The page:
Friday, August 14, 2009

Los Cronocrímenes

Not too long ago, I was listening to one of my favorite podcasts, Horror Etc, and one of the hosts, Kingstown Ted, went over a movie he had just seen called Los cronocrímenes—or, the English name for it, Timecrimes. I was intrigued by how much he liked the movie and even further fascinated by the story. Right away, I went online to my Netflix account, looked up the movie and placed it in my movie queue.

Reading about the movie and plot on, I had taken note that none of the names of the cast were ones I had ever heard of. Even the name of the director wasn’t familiar to me. What clicked was that the movie was categorized as a foreign film and after reading more into it, I discovered it was a Spanish movie.

In the past, I’ve turned my back on foreign films and always hated having to read subtitles. But not too long ago a film class I took in college really taught me to embrace some of these foreign films and that’s what I’m trying to do more and more. Because if anything foreign films have taught me is that these movies are quickly surpassing the movies that are being made in Hollywood. Let’s face it, all American films, as of late, are nothing but rehashed remakes with no new ideas whatsoever.

Los cronocrímenes is a perfect example of original story telling.

I went into it, thinking it was a horror movie, because when you look at the DVD artwork, it seems that it will be. The picture on the cover shows a masked character carrying a pair of scissors and he looks very creepy. So I was encouraged to watch this just by looking at that.

It opens with Héctor coming home to his wife, Clara, at their vacation house that they’re working on remodeling. Clara is working on her garden so Héctor goes upstairs for a nap. He doesn’t get to sleep because he receives a mysterious phone call with a little breathing on the phone, then hanging up. He calls it back with *69 or whatever they use in Spain to do that, but only reaches an answering machine.

A little while later, Héctor notices something in the distant field and goes to retrieve a pair of binoculars. He uses them to look out there and sees something red in a bush or something. Héctor becomes interested and goes downstairs to his yard and positions a lawn chair to sit and study the area further. He then notices a young woman looking mysterious with her face hidden by her hair. She slowly takes her shirt off, revealing her breasts and just stands there. Héctor’s wife interrupts him and he lowers his binoculars as she mentions she’s going into town for a while. He gives the keys to the car and she leaves. When he returns his sights to the area the girl was, she’s nowhere to be found.

Héctor decides to walk over to the area to have a look around, walking a hundred yards or so away from his house and into the field to where he saw the girl. He makes it to the clearing that she was at and finds her clothes. Stepping further in, he sees her body lying against a rock, seemingly dead or unconscious—he doesn’t know which. Apprehensively, he approaches her and sees that she is, in fact, breathing. Suddenly, we see an arm raise that is holding a pair of scissors, and it lashes down, stabbing Héctor in the arm. Startled and confused, he runs away and the chase begins.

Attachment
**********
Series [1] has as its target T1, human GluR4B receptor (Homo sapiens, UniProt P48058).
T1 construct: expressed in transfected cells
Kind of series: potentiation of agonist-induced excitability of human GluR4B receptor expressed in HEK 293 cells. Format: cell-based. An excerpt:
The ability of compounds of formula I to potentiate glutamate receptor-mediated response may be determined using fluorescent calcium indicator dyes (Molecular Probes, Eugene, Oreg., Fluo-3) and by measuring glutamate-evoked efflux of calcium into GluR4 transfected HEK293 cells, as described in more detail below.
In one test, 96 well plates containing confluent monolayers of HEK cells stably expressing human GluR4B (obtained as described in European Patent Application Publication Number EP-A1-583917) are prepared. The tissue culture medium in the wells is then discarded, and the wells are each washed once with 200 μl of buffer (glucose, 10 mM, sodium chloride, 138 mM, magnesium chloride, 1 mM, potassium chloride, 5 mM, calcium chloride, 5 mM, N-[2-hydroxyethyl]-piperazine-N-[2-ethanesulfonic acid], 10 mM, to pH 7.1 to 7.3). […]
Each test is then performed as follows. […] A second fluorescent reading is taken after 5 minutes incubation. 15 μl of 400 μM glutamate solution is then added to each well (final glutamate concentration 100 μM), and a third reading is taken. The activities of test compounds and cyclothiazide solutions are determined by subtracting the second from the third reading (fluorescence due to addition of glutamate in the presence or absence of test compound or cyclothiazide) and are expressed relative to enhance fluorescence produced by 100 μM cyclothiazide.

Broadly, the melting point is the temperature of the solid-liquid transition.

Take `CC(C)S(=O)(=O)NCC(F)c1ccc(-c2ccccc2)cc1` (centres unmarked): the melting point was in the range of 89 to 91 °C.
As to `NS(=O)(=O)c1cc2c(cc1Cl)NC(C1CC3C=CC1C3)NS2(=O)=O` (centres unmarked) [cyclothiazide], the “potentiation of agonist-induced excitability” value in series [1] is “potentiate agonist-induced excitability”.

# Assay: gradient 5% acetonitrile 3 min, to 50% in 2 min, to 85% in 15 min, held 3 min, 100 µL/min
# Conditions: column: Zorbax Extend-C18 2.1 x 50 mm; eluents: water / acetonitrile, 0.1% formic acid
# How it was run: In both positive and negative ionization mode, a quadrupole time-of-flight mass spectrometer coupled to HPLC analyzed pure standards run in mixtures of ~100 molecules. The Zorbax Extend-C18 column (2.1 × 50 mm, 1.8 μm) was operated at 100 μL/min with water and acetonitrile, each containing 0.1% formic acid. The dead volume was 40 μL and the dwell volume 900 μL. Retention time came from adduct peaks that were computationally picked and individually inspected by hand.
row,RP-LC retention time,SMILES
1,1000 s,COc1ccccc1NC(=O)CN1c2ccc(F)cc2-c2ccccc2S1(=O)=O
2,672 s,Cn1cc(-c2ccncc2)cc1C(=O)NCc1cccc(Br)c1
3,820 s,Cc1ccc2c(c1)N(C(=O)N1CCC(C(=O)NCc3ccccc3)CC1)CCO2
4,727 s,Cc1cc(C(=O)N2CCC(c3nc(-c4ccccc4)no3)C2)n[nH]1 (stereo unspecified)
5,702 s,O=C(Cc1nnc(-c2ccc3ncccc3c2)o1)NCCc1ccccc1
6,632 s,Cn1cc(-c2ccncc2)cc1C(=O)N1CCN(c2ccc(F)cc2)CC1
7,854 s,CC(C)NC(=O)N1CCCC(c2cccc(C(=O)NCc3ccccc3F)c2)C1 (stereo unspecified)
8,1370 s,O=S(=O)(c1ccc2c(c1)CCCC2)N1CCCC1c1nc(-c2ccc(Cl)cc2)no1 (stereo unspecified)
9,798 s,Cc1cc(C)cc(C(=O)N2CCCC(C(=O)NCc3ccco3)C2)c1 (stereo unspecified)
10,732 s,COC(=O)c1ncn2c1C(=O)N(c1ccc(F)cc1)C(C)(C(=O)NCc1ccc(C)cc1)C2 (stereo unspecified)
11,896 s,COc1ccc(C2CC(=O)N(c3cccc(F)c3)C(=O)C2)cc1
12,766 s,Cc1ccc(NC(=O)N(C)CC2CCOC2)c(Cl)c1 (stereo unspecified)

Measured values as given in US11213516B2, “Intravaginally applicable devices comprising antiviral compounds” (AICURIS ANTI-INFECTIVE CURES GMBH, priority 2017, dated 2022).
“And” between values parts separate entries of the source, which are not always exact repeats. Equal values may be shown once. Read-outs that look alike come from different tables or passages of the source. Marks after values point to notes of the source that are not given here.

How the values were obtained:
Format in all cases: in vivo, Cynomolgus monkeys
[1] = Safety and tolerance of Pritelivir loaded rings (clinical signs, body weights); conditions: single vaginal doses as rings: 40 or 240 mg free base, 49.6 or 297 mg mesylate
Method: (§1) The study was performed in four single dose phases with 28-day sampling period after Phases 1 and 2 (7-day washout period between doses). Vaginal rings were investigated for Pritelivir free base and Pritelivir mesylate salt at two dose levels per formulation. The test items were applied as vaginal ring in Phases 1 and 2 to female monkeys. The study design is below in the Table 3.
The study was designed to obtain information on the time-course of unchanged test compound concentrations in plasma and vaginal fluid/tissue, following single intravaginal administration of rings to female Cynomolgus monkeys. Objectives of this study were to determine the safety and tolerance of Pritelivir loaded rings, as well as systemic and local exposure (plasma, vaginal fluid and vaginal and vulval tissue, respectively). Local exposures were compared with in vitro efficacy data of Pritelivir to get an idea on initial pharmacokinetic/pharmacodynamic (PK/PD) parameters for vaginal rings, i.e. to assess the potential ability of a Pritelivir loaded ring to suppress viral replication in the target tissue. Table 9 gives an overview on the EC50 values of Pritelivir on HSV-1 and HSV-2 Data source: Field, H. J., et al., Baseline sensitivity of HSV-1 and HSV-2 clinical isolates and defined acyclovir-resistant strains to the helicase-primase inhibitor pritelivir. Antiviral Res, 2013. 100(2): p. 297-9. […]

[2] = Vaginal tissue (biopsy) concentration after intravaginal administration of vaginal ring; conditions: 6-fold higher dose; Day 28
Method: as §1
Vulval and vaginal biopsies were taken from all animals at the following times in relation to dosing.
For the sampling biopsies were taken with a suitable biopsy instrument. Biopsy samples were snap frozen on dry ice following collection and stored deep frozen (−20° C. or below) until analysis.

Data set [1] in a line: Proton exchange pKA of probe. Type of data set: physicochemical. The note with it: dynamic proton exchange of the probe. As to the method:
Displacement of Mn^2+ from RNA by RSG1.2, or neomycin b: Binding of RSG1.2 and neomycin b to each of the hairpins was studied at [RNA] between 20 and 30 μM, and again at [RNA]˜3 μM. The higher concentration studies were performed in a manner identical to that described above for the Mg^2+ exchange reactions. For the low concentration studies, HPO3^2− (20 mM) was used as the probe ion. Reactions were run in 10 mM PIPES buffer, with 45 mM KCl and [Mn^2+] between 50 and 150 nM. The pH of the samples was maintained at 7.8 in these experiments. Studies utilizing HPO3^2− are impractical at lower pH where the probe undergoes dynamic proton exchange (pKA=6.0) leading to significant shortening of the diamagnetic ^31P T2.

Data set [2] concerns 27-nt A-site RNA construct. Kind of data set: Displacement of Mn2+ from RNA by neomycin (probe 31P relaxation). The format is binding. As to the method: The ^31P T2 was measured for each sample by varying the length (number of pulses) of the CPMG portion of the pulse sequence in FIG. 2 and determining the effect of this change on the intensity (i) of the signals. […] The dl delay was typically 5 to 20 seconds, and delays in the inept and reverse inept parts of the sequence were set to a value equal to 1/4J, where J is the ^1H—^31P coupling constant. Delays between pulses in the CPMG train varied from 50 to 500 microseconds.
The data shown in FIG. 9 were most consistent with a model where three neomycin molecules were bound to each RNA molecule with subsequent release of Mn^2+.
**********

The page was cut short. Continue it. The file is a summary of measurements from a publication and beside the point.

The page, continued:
From then on, we go on a great mind-fuck of a ride with Héctor and the confusing dilemmas he faces. It seems to start off as a horror movie, and then suddenly we’re thrown into a science fiction type of story. Explanations are unraveled that are evident at first, then confusing, then straight right back to the obvious...but keeps you watching all the way through.

I have to say that this story was very intelligently written and is one of the best foreign films I’ve seen in the sci-fi/horror genre. It used to be that America had the best movies, but that time has come to an end. If Hollywood keeps on shitting out these remakes like they’ve been doing for the last few years, American film is going to end up digging their own celluloid grave by the end of the decade. It’s a little novel to see what these remakes will look like, but all-in-all, the American audience wants to see something original in these popular genres.

So what is my final “bit” on Los cronocrímenes?

Captivating from start to finish with pretty good acting, yet it was a simple story that didn’t need much in the special effects department. A few nice set pieces were all it took to make the science fiction portions believable and the great story just nailed it as an enthralling movie. I can’t say enough about this film…it was a nice treat for me to see something original that didn’t have teeny-boppers gum up the dialogue with the latest lingo and popular styles. It was a straight to the point movie.

You need to see it!